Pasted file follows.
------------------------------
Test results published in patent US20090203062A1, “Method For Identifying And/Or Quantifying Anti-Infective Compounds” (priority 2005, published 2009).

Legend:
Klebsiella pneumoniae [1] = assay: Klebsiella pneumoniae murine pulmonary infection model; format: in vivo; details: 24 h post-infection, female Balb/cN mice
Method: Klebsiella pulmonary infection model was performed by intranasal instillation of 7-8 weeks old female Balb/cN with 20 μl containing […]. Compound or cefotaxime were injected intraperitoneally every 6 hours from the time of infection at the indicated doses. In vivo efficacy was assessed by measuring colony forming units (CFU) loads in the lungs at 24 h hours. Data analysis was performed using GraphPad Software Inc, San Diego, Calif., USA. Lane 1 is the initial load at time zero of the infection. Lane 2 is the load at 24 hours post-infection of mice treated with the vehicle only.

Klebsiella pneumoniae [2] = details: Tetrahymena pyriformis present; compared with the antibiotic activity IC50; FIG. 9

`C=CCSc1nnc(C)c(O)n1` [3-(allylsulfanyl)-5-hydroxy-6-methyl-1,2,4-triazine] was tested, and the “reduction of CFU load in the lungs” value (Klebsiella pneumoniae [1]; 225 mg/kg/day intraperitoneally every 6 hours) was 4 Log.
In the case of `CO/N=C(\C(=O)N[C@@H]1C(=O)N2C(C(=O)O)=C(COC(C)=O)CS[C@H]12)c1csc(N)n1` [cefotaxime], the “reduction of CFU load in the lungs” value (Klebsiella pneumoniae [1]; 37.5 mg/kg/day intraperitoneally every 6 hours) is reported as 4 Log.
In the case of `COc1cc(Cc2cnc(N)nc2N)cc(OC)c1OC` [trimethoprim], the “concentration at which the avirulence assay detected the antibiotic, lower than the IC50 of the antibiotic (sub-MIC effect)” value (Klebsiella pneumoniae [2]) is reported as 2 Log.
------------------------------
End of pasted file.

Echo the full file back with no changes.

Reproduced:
Test results published in patent US20090203062A1, “Method For Identifying And/Or Quantifying Anti-Infective Compounds” (priority 2005, published 2009).

Legend:
Klebsiella pneumoniae [1] = assay: Klebsiella pneumoniae murine pulmonary infection model; format: in vivo; details: 24 h post-infection, female Balb/cN mice
Method: Klebsiella pulmonary infection model was performed by intranasal instillation of 7-8 weeks old female Balb/cN with 20 μl containing […]. Compound or cefotaxime were injected intraperitoneally every 6 hours from the time of infection at the indicated doses. In vivo efficacy was assessed by measuring colony forming units (CFU) loads in the lungs at 24 h hours. Data analysis was performed using GraphPad Software Inc, San Diego, Calif., USA. Lane 1 is the initial load at time zero of the infection. Lane 2 is the load at 24 hours post-infection of mice treated with the vehicle only.

Klebsiella pneumoniae [2] = details: Tetrahymena pyriformis present; compared with the antibiotic activity IC50; FIG. 9

`C=CCSc1nnc(C)c(O)n1` [3-(allylsulfanyl)-5-hydroxy-6-methyl-1,2,4-triazine] was tested, and the “reduction of CFU load in the lungs” value (Klebsiella pneumoniae [1]; 225 mg/kg/day intraperitoneally every 6 hours) was 4 Log.
In the case of `CO/N=C(\C(=O)N[C@@H]1C(=O)N2C(C(=O)O)=C(COC(C)=O)CS[C@H]12)c1csc(N)n1` [cefotaxime], the “reduction of CFU load in the lungs” value (Klebsiella pneumoniae [1]; 37.5 mg/kg/day intraperitoneally every 6 hours) is reported as 4 Log.
In the case of `COc1cc(Cc2cnc(N)nc2N)cc(OC)c1OC` [trimethoprim], the “concentration at which the avirulence assay detected the antibiotic, lower than the IC50 of the antibiotic (sub-MIC effect)” value (Klebsiella pneumoniae [2]) is reported as 2 Log.